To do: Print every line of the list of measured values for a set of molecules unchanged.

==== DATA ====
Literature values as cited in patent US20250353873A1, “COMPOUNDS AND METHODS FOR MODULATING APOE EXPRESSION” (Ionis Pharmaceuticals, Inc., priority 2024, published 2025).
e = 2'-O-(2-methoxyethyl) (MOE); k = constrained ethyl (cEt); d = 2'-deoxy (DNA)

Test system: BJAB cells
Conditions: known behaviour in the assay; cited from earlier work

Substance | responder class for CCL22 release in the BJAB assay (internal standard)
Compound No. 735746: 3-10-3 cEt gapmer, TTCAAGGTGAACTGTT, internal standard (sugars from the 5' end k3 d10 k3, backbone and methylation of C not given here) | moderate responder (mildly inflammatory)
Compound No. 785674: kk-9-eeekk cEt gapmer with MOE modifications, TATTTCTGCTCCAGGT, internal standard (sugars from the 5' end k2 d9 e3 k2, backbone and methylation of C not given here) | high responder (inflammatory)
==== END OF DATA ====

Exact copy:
Literature values as cited in patent US20250353873A1, “COMPOUNDS AND METHODS FOR MODULATING APOE EXPRESSION” (Ionis Pharmaceuticals, Inc., priority 2024, published 2025).
e = 2'-O-(2-methoxyethyl) (MOE); k = constrained ethyl (cEt); d = 2'-deoxy (DNA)

Test system: BJAB cells
Conditions: known behaviour in the assay; cited from earlier work

Substance | responder class for CCL22 release in the BJAB assay (internal standard)
Compound No. 735746: 3-10-3 cEt gapmer, TTCAAGGTGAACTGTT, internal standard (sugars from the 5' end k3 d10 k3, backbone and methylation of C not given here) | moderate responder (mildly inflammatory)
Compound No. 785674: kk-9-eeekk cEt gapmer with MOE modifications, TATTTCTGCTCCAGGT, internal standard (sugars from the 5' end k2 d9 e3 k2, backbone and methylation of C not given here) | high responder (inflammatory)